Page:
Although children can be found in many brothels across Cambodia — a 2009 survey of 80 Cambodian commercial sex premises found three-quarters offering children for sex – raids to free them are infrequent.
The country’s child protection infrastructure is weak, with government institutions riven with corruption. Cambodia’s anti-trafficking law does not even permit police to conduct undercover surveillance on suspected traffickers. General Pol Phie They, the head of Cambodia’s anti-trafficking taskforce set up in 2007 to address the issue, says this puts his unit at a disadvantage against traffickers.
“We are still limited in prosecuting these violations because first, we lack the expertise and second, we lack the technical equipment,” he says. “Sometimes, we see a violation but we can’t collect the evidence we need to prosecute the offender.”
He admits that police corruption in his country, ranked 160 of 175 countries on Transparency International’s Corruption Perceptions Index, is hampering efforts to tackle the trade in Svay Pak. “Police in that area probably do have connections with the brothel owners,” he concedes.
Toha’s nightmare is now over. She earns a steady income, weaving bracelets that are sold in American stores, while she studies for her future. Her dream is to become a social worker, helping other girls who have been through the same ordeal.
Brewster believes that corruption was to blame for nearly thwarting Toha’s rescue. In October 2012, after Toha’s call for help, AIM formulated plans with another organization to rescue the teen, and involved police.
“We get a warrant to shut the place down,” recalls Brewster. “Fifteen minutes later, Toha calls and says, ‘I don’t know what happened, the police just came with the owner and took us to a new place. I’m locked inside and don’t know where I am.'”
Fortunately the rescue team were able to establish Toha’s new location, and she and other victims were freed and the brothel managers arrested – although not before the owners fled to Vietnam.
Toha’s testimony against the brothel managers, however, resulted in their prosecutions.
Last month, at the Phnom Penh Municipal Courthouse, husband and wife Heng Vy and Nguyeng Thi Hong were found guilty of procuring prostitution and sentenced to three years in jail. Both were ordered to pay $1,250 to the court, $5,000 to Toha, and smaller sums to three other victims.
Brewster was in court to watch the sentencing; a small victory in the context of Cambodia’s child trafficking problem, but a victory nonetheless.
“Toha’s an amazingly brave girl,” he says on the courthouse steps, shortly after the brothel managers were led down to the cells.
“Getting a telephone when she’s trapped in a brothel to call for help, to saying she would be a witness in front of the police…. She stood up and now people are going to pay the price and girls will be protected. What it will do is bring more Tohas, more girls who are willing to speak, places shut down, bad guys put away.”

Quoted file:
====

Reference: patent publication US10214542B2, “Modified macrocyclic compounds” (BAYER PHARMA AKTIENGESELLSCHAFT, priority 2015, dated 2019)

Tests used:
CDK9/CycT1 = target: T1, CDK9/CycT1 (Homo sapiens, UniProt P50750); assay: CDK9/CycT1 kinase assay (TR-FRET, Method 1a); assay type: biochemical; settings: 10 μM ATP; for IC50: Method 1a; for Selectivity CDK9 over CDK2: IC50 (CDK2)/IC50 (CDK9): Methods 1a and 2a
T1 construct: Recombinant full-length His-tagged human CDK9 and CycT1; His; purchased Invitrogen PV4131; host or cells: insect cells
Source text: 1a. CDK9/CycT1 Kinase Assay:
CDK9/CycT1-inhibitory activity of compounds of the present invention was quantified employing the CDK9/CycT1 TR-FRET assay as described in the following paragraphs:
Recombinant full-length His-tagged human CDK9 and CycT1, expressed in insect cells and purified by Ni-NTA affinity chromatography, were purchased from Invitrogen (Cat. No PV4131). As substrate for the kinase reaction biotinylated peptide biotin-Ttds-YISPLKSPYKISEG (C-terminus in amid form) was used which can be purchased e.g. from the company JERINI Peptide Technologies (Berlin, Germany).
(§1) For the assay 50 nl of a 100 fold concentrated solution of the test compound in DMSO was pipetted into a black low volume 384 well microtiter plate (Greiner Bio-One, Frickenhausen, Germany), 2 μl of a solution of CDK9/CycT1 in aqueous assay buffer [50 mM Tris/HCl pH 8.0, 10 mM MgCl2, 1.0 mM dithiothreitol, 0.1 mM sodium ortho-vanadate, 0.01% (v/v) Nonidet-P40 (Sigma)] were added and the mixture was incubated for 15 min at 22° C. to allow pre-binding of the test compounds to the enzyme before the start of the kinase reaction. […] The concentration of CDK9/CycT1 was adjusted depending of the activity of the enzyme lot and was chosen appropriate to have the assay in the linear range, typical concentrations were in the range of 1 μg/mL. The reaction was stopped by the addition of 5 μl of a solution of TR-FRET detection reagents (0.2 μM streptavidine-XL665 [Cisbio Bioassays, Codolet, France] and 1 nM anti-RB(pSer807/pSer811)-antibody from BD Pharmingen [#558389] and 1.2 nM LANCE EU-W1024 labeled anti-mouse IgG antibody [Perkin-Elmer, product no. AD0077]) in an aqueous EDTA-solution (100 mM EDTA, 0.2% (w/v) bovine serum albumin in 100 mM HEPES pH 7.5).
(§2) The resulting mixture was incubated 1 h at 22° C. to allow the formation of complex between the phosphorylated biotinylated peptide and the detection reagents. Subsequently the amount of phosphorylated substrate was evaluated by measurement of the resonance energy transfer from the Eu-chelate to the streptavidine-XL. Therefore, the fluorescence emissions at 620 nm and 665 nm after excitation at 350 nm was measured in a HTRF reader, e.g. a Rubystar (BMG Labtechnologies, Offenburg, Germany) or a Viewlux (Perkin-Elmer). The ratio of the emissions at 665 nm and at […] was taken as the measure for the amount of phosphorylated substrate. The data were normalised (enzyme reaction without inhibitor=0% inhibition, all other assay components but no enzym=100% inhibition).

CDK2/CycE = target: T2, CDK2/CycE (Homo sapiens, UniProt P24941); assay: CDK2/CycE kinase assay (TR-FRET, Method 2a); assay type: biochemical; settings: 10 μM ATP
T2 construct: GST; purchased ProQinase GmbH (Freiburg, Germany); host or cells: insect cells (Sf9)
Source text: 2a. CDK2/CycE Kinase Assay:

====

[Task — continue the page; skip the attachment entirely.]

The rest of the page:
Like the other victims, Toha now lives in an AIM safehouse, attending school and supporting herself by weaving bracelets, which are sold in stores in the West as a way of providing a livelihood to formerly trafficked children.
In the eyes of the community, having a job has helped restore to the girls some of the dignity that was stripped from them by having been sold into trafficking, says Brewster.
It has also given them independence from their families — and with that, the opportunity to build for themselves a better reality than the one that was thrust on them. Now Sephak has plans to become a teacher, Kieu a hairdresser.
For her part, Toha still has contact with her mother – even providing financial support to the family through her earnings – but has become self-reliant. She wants to be a social worker, she says, helping girls who have endured the same hell she has.
“(Toha)’s earning a good living and she has a dream beyond that, you know, to become a counselor and to be able to help other girls,” says Brewster. “You see the transformation that’s happened to her.”
For more, visit CNN’s Freedom Project blog »
The Life Of Agnes De Mille
WashingtonPost.Com: No Intermissions: The Life of Agnes de Mille
No IntermissionsThe Life of Agnes de MilleBy Carol Easton
Chapter One: Genes
Agnes de Mille’s genetic cards were dealt from a deck stacked with the qualities of women born to prevail. Her mother and grandmothers had the strength and the stamina of pioneers; one can imagine any of them reining in a team of runaway horses with one hand, meticulously stitching a quilt with another, and removing her own appendix with a third, all the while planning what to serve for supper. History neglects them, for the history of their time was made by men, and extramarital ambition for a woman was unthinkable. They planned, pushed, and applauded not for their own dreams, but for those of their husbands and children. Even when one of Agnes’s remarkable grandmothers managed, after being prematurely widowed, to create her own history, it was as Mrs. H. C. De Mille.